If I’m looking to start a small business, what can happen if I owe for student loans?

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If I’m looking to start a small business, what can happen if I owe for student loans?

A few years ago I had lost my job, and I got pretty far behind in my student loans. They are now in collections. If I start a DBA account, will they place a levy on my business bank account? And would it make a difference if it were under a Tax ID as opposed to my social security number? Or do I need to establish an LLC instead. I do want to pay these loans as I don’t want the debt hanging over my head, but I want to be able to pay them a little at as a time once I am established. I don’t want to start a business in the hole.

Asked on August 8, 2015 under Business Law, New York

Answers:

SJZ, Member, New York Bar / FreeAdvice Contributing Attorney

Answered 6 years ago | Contributor

If your business is a sole proprietorship (a dba), then you and the business are legally the same person and creditors can collect from (e.g. levy, execute on, or garnish) "business" assets, which are really your assets. If the business is a corporation or LLC, it is legally a separate person and its assets would be safe from your personal debta, unless creditors can show that in practice, there is no separation or distinction betwen you and your business (e.g. you comingle your monies) and your alleged business assets are really personal assets. This is called "piercing the corporate veil" and is very had--but not impossible--to do.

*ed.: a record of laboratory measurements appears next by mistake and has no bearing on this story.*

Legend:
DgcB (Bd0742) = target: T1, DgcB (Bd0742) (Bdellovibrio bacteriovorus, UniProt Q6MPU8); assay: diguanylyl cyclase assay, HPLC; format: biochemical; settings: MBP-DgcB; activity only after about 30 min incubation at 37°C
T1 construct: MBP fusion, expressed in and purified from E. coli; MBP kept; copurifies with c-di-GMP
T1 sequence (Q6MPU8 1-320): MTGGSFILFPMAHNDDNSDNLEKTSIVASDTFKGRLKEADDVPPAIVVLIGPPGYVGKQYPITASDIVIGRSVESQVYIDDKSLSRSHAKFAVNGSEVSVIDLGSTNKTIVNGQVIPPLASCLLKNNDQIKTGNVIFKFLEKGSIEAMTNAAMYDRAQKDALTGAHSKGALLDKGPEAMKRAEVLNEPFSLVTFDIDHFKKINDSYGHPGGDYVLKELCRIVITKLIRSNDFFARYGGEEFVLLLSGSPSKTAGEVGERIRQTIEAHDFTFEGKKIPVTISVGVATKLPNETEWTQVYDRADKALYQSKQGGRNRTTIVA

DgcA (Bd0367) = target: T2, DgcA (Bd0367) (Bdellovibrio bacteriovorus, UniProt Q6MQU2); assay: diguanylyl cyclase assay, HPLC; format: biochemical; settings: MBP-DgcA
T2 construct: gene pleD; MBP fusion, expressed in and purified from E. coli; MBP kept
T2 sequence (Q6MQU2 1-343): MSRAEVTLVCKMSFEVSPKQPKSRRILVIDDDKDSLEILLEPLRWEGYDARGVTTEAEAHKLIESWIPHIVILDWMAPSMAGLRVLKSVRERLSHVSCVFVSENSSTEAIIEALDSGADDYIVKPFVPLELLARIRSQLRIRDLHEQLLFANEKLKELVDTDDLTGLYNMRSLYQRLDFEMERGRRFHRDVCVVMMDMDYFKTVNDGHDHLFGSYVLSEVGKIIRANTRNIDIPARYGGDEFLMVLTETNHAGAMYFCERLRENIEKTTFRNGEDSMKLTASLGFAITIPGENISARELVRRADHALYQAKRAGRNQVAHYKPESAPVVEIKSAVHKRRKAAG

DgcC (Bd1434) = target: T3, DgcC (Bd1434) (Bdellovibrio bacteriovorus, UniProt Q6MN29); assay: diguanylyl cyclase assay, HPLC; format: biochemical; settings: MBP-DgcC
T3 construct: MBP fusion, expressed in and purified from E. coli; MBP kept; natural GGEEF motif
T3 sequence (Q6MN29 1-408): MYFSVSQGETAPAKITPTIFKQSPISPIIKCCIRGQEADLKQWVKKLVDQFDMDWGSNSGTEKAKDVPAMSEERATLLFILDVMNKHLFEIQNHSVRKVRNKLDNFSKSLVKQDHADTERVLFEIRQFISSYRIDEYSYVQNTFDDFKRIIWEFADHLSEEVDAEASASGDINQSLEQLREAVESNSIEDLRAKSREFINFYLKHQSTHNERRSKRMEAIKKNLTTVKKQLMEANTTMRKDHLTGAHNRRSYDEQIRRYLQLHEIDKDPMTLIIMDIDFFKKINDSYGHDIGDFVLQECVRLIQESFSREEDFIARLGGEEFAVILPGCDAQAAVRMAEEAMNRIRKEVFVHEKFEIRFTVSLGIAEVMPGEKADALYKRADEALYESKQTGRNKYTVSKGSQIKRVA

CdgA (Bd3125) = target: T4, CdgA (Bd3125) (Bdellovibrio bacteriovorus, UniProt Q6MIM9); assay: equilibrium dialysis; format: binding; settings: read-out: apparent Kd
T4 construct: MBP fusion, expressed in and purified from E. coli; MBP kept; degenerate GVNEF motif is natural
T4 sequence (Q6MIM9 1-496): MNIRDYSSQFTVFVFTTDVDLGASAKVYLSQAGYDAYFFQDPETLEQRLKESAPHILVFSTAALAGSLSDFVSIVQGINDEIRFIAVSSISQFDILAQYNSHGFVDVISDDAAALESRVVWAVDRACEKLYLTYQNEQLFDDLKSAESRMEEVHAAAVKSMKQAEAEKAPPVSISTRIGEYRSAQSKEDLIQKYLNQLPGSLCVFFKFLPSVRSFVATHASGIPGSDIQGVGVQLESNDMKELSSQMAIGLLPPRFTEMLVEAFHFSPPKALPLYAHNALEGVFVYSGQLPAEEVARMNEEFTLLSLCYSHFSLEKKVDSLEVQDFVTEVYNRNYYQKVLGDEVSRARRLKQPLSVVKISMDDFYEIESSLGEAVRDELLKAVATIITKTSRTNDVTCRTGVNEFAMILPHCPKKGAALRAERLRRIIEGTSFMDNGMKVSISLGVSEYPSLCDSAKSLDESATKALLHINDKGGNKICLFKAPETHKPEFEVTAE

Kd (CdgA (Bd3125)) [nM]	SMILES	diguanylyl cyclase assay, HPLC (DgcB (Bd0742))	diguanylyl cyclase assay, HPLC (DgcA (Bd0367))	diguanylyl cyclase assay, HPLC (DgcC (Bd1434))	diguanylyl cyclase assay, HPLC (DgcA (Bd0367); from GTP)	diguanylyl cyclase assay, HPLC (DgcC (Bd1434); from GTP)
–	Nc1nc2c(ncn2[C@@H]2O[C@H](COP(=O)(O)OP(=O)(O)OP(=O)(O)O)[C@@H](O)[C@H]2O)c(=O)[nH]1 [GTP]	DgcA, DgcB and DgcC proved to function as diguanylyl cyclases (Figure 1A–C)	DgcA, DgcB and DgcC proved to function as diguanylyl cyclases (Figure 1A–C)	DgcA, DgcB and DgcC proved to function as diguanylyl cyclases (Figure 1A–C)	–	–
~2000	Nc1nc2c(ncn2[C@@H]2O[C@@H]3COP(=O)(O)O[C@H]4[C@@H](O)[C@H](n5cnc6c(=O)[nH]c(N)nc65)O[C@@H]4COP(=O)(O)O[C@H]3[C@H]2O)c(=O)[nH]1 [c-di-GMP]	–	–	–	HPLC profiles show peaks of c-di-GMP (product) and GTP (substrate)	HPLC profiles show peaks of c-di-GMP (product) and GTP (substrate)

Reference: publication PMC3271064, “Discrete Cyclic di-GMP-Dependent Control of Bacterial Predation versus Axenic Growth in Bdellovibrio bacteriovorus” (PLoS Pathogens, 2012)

SJZ, Member, New York Bar / FreeAdvice Contributing Attorney

Answered 6 years ago | Contributor

If your business is a sole proprietorship (a dba), then you and the business are legally the same person and creditors can collect from (e.g. levy, execute on, or garnish) "business" assets, which are really your assets. If the business is a corporation or LLC, it is legally a separate person and its assets would be safe from your personal debta, unless creditors can show that in practice, there is no separation or distinction betwen you and your business (e.g. you comingle your monies) and your alleged business assets are really personal assets. This is called "piercing the corporate veil" and is very had--but not impossible--to do.


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